But, that was all in the past, and now the young student was where she belonged. She had decided that if E’laa’hi was going to give her this gift, it would be a waste to let it go, a decision that had made Fereydun very happy. And her Amu hadn’t been joking; her workload was almost twice what her fellow students did, which was why she didn’t even bother looking for someone to date. A partner would just be a waste of time, or worse, a major distraction that interfered with her learning.

It was the pursuit of knowledge that got her up every morning, the pursuit that kept her studying in the library long after the other students had gone to bed or off to engage in whatever recreational activities they desired, the pursuit that spurred her on when she felt weak. Fereydun had warned her that it could feel intoxicating, and Firuzeh had to admit that it was more addicting than any liquor or drug that she had tried. None of them compared to the high of finally mastering a difficult formula, learning a new way of doing things, or earning one of the rare “well done” nods from her Ostaad when she turned in a paper.

Her professor, Hushyar, was an older man, in his early 50’s, with a long salt-and-pepper beard and very thick glasses. His hair was almost all gone, and what was left was so wispy it barely covered his perpetually sunburnt head, since he always seemed to forget to wear a hat of some kind. One of his legs had been hurt in an accident (alchemical, though most of the students didn’t know that), and so he walked around with a cane, which he wasn’t above using to thwack a student who had fallen asleep or talked back to him in his calculus class.

While he may have difficulty walking around unaided, his hands were strong and steady, as Firuzeh could attest to from watching him teach the alchemy class that went on after dinner ended (when most students were out for the evening). Here was where his passion lay, and it was truly inspiring to the young student to listen to his lectures or to participate in one of his experiments. But, as much as she loved learning from him, Firuzeh knew that following in her mentor’s footsteps was not for her. Teaching held no passion for her; no, she felt her destiny called out to her in the wider world than the walls of the University.

Entering the classroom, she wasn’t surprised to find that she was the first one there. Ostaad Hushyar was behind his desk, taking notes and grading the previous day’s assignments. Not wanting to disturb him, since she had no wish to feel his cane on her knuckles, Firuzeh simply sat down on one of the cushions and took out her pencils and parchment. Leaning forward, she grabbed one of the spare lap desks that Hushyar kept in his classroom. Hers had burnt up the day before in alchemy class, and she hadn’t had time to write her father asking for a new one.

Slowly the rest of the class began to filter in, the last one being Laleh, who barely ran through the door before Hushyar closed it. His rule was, if you were so late that the door was closed, either you went away and took a penalty for missing class - or you came in, and as punishment for disturbing his class, took a whack from his cane across your backside. It was one of the reasons that Firuzeh never went out of the University to break her fast on days she had his class; one time getting that teak cane used on her tender rear was more than enough!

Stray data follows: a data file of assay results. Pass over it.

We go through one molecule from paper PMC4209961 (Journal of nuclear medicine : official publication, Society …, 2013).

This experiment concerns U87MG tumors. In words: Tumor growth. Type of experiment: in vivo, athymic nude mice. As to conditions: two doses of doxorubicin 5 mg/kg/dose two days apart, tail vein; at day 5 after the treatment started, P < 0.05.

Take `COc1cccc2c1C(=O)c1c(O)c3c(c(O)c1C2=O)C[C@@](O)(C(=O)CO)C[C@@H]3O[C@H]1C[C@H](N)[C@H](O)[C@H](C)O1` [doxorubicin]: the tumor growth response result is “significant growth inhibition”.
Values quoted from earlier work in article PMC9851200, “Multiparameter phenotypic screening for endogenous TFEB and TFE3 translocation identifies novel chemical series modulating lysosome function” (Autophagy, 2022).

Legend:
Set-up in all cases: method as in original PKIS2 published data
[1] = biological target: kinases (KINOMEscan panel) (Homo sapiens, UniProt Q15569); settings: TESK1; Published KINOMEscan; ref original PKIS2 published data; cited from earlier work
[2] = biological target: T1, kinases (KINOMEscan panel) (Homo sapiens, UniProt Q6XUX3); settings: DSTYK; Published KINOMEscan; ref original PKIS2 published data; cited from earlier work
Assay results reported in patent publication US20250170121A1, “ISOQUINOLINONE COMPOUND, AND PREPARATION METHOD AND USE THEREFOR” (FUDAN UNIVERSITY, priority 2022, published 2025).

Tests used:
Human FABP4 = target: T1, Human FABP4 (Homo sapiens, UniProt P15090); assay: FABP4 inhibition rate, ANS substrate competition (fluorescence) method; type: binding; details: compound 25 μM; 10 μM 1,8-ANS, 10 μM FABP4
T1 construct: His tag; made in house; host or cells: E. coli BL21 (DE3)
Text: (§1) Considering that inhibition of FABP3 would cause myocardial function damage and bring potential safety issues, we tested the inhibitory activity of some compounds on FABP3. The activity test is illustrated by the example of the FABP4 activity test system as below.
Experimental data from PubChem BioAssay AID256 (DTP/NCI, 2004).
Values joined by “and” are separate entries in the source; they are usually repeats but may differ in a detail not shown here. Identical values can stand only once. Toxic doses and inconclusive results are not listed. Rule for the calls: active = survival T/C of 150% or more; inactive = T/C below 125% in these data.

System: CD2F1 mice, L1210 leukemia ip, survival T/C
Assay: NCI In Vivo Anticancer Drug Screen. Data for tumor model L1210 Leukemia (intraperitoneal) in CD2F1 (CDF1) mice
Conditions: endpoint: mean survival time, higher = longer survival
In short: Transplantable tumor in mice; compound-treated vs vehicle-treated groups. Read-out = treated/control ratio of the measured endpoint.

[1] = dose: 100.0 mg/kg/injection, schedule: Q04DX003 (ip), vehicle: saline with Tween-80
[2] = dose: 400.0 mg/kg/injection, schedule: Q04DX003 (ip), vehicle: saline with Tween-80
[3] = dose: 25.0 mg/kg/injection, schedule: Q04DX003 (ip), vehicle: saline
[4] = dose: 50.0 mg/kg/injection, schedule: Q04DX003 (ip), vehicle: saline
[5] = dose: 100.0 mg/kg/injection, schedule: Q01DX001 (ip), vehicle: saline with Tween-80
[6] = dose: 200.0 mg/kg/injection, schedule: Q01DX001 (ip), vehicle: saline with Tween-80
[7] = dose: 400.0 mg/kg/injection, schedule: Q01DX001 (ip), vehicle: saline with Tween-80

Laleh gave a sheepish grin of apology to Ostaad Hushyar, who simply glared at the breathless young woman before shuffling up to the front of the room. Taking her customary place next to Firuzeh, she leaned over and whispered, “Dara says that there is a bard performing tonight at the meykadeh which is so exciting! Do you want to go with us? He even says that he might be able to set you up on a date!”

Smiling to herself, Firuzeh shook her head no. “That’s OK,” she whispered back, “I have extra work I need to catch up on, you two go have fun and drink some sharaab for me.”

Rolling her eyes, Laleh scoffed as she finished pulling out her supplies. “I swear, Firuzeh, you don’t know how to have any fun at all! What could be more exciting than coming out, having some wine, maybe dancing for an hour or two? Who knows, you might actually kiss someone! How long has it been, dear friend?”

At this point, Ostaad Hushyar had made it to the front of the room and turned to face the students, and so Firuzeh was spared from having to answer her roommate’s question. After all, it wasn’t like Laleh would believe her if she said that practicing formulas was a much better use of her time than something as frivolous as wasting a night drinking and potentially kissing a stranger. Unlocking the secrets of the universe, now that got Firuzeh excited, and she was already eager for night to fall so she could perfect the formula of Unbreakable Bonds, an potion that when exposed to air grew into a massive and quickly hardening resin. Grinning to herself, the young alchemist shook her head no once more. Her roommate wouldn’t understand, but Firuzeh didn’t do this for her, or for her father, or for her Amu. She did it for herself.